When will it be over? Unfortunately, there is no simple and clear answer. There are too many variables to predict with any accuracy how long someone will be in grief. Every griever is unique, as measured by their personality, their coping behaviors, their previous experiences with grief, their relationship with the one who died, and many other factors. Every experience of loss is also unique, including how expected the death was, and whether or not someone was responsible for the death, to name just a few of the variables.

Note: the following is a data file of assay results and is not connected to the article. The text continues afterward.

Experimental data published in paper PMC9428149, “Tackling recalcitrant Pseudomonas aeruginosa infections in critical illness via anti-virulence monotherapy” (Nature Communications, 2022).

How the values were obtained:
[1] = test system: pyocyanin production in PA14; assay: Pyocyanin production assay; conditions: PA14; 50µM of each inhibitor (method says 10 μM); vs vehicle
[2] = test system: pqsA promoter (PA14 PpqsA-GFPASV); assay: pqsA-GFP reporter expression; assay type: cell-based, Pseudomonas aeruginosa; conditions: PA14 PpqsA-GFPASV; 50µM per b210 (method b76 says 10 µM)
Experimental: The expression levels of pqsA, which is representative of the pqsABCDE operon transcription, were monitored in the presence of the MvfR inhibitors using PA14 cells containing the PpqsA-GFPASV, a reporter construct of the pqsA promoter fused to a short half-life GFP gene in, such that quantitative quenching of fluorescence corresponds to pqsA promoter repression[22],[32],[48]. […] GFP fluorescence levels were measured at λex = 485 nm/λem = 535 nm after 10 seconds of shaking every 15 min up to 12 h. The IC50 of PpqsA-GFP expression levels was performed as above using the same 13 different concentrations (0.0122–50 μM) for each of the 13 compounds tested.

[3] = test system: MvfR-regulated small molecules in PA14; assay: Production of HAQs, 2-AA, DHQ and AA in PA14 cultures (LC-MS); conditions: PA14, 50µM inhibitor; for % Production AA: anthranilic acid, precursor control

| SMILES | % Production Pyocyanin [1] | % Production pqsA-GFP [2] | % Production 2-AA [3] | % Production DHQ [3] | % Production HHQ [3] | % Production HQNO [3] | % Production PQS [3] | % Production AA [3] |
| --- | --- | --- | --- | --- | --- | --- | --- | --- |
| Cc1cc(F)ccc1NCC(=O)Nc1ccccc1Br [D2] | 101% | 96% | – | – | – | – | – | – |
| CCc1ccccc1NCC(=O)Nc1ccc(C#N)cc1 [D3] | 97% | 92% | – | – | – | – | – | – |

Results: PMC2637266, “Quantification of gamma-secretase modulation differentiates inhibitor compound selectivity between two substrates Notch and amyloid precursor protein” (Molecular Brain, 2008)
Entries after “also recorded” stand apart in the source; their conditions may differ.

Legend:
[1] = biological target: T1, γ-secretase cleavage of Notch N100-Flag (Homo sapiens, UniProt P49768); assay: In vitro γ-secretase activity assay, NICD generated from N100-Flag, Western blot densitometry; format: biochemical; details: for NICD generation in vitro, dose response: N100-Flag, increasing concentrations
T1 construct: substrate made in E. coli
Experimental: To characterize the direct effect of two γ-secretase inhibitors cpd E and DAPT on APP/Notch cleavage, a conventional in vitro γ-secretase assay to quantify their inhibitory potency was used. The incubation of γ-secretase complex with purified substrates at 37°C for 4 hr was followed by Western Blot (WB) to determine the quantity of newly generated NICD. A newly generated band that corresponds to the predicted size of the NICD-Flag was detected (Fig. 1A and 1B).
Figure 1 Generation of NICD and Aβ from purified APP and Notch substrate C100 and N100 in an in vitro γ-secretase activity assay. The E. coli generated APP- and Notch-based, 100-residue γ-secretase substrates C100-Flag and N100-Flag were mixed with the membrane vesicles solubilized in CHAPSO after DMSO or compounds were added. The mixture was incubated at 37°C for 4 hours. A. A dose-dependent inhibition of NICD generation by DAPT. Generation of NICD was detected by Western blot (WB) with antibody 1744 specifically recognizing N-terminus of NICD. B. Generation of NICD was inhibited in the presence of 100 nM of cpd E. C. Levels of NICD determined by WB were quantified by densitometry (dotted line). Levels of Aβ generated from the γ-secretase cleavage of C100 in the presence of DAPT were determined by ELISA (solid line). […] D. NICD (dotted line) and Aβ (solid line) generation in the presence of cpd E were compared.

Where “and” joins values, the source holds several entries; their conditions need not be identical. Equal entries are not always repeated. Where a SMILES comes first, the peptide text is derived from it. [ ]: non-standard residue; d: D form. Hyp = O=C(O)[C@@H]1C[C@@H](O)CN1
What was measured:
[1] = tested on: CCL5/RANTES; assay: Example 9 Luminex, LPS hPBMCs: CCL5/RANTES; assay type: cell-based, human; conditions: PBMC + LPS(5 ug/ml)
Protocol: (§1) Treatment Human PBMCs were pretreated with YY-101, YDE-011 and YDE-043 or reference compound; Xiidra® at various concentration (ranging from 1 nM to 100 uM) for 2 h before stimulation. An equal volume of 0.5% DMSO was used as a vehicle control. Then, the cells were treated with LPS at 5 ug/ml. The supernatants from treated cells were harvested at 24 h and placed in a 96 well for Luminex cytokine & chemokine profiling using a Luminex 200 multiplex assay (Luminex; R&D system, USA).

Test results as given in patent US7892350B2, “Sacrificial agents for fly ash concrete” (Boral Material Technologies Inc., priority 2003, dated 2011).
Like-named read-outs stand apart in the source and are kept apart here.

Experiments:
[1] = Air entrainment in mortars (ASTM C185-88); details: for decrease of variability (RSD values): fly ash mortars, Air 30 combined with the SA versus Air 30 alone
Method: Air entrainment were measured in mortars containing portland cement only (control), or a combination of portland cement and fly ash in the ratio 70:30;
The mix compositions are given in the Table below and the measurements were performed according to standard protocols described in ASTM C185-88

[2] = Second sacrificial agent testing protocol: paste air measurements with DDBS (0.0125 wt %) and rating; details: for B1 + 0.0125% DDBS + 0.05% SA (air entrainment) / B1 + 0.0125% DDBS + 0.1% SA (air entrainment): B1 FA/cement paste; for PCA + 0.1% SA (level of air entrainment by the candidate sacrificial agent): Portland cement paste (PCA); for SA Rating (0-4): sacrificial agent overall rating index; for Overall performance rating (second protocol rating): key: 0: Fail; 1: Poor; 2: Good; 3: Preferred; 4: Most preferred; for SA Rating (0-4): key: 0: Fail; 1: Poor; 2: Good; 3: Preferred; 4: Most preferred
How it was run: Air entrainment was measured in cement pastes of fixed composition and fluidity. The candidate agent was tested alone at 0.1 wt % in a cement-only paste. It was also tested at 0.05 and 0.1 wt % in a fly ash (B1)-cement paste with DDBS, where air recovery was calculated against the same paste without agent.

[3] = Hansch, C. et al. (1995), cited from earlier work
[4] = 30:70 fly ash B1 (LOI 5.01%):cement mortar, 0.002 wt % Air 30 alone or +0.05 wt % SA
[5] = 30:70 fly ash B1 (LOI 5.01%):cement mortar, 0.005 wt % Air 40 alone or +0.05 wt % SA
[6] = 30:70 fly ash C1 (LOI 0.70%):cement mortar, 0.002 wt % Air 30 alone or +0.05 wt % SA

One’s religious faith, one’s support system (or lack thereof), the ability to participate in funeral rituals — these and many other factors influence each individual’s grieving process. So to offer an honest answer is this: grief will last as long as it is supposed to last. Usually, grief is a self-limiting process. It will end when it naturally comes to a conclusion. For some people and some relationships, that may be a matter of a few months. For others grief may be measured in years: perhaps one or two for certain kinds of deaths, or even three to five years for more serious or unexpected traumatic deaths. There is a sense in which certain grief may never end, depending on the extent of one’s loss.